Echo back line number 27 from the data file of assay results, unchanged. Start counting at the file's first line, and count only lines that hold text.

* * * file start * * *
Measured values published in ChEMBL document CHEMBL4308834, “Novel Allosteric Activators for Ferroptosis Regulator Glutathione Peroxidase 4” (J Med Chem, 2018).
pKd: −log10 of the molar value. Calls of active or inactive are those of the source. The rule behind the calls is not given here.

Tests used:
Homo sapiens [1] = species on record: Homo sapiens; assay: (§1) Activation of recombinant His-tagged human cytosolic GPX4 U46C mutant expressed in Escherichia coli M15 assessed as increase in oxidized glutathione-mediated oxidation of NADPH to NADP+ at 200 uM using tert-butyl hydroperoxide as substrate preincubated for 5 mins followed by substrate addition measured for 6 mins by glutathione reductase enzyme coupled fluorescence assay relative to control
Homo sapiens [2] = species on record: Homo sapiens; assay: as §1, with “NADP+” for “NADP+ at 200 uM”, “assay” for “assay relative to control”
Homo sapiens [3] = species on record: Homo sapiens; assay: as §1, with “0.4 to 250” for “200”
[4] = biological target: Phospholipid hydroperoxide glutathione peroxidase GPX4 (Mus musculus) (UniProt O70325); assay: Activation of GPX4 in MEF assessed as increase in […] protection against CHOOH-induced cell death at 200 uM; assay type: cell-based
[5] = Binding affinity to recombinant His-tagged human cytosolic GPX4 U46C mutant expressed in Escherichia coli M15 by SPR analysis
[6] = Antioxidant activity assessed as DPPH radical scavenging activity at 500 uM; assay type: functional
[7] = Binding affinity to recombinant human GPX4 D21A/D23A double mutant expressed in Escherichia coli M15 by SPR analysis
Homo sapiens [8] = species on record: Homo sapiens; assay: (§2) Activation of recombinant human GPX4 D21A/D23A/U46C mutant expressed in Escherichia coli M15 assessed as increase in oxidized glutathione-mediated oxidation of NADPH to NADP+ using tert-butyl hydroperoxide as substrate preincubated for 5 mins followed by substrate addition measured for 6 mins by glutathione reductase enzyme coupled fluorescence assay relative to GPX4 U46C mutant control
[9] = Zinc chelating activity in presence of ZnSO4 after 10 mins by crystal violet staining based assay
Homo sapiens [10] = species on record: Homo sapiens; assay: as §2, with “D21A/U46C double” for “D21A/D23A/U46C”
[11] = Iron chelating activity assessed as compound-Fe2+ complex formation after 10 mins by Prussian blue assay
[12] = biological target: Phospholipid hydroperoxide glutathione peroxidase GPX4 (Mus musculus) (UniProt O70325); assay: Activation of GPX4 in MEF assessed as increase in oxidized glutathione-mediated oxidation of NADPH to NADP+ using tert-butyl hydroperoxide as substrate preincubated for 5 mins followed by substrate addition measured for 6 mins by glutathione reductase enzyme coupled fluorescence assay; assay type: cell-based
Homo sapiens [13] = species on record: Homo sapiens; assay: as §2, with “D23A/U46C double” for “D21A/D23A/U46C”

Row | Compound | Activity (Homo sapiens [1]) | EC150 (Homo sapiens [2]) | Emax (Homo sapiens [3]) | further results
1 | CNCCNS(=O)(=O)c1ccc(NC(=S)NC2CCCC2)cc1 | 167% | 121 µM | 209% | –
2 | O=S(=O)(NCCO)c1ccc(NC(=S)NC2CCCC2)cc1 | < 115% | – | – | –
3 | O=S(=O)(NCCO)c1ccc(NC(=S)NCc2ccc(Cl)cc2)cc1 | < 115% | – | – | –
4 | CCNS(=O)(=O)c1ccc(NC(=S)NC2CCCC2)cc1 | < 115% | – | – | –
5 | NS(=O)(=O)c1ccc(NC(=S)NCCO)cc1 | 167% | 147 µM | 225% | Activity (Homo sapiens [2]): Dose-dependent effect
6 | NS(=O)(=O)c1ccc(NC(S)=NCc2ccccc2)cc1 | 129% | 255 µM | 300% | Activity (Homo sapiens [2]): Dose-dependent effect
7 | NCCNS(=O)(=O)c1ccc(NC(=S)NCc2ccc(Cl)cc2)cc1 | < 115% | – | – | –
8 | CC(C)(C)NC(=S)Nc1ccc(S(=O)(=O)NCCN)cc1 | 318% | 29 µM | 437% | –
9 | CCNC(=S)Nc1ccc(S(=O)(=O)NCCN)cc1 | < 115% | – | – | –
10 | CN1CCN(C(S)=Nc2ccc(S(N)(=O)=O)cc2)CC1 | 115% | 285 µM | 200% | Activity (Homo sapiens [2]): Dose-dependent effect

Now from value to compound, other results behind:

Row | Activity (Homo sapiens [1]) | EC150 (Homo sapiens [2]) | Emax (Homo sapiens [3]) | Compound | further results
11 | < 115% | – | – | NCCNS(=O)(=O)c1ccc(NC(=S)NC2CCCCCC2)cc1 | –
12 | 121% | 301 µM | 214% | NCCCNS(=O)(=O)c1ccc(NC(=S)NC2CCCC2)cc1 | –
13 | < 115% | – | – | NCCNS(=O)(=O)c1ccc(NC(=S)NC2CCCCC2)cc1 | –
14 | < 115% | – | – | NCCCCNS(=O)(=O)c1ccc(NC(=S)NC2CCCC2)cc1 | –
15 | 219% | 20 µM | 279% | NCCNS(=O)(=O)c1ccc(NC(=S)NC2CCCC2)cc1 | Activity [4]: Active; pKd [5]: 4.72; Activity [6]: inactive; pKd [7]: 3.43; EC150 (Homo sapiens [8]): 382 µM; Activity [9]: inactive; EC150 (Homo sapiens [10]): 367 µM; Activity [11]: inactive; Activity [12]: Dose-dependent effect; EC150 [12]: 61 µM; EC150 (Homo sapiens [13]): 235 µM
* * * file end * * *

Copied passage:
10 | CN1CCN(C(S)=Nc2ccc(S(N)(=O)=O)cc2)CC1 | 115% | 285 µM | 200% | Activity (Homo sapiens [2]): Dose-dependent effect